The same report notes that “building administrators should maintain heating, ventilation, and air-conditioning systems according to the manufacturer’s current instructions, particularly in relation to the cleaning and changing of filters,” and “Direct air flow should be diverted away from groups of individuals to avoid pathogen dispersion from infected subjects and transmission.”
Also, before running an event, explore different options with the assistance of the venue’s technical or maintenance team to avoid the use of air recirculation.
Serve grab-and-go options for meals
For the time being, you may want to put all the creative catering ideas you have on hold and go with the simplest, safest strategy. You don’t want people standing close together waiting for their turn in line or mingling while enjoying a standing buffet. The best thing you can do is to serve grab-and-go options and set up tables that have a reasonable distance between them.
There’s no shortage of event or venue safety recommendations, and this list is far from being a complete one. However, when planning an event, ask yourself if you can run it outdoors to make it safer for your attendees. Also, be prepared to rent a big venue for a reduced number of attendees and rethink the seating layout to ensure the six-foot or two-meter distance rule.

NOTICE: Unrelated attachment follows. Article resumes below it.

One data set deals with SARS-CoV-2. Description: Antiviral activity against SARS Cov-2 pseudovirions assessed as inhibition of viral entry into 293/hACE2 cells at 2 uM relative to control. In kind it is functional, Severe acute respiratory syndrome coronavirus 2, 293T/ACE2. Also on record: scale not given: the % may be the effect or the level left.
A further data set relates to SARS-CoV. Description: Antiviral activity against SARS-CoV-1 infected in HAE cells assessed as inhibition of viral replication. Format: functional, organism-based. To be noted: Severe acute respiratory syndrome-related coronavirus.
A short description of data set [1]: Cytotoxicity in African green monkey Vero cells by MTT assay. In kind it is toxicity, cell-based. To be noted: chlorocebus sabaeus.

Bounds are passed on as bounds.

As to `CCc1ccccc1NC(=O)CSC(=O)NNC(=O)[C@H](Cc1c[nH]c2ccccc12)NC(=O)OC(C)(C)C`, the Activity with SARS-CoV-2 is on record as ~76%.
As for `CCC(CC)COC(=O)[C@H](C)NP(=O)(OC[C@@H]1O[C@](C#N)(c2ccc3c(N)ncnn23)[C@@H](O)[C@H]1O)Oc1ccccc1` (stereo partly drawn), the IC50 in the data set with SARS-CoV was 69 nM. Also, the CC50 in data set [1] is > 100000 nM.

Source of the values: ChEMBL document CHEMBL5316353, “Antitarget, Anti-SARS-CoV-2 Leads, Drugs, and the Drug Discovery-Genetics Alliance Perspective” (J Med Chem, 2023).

If you’re running multiple events in different rooms, always place hand sanitizers at each entrance and ensure people use them. Depending on your location and regulation, make sure both your staff and attendees wear their mask at all times. To increase compliance, place signs all throughout the venue that outline the safety rules. Also, double down on your resources on the frequent cleaning of the venue and proper ventilation. Finally, skip the fancy catering for now and stick to grab-and-go options for your attendees.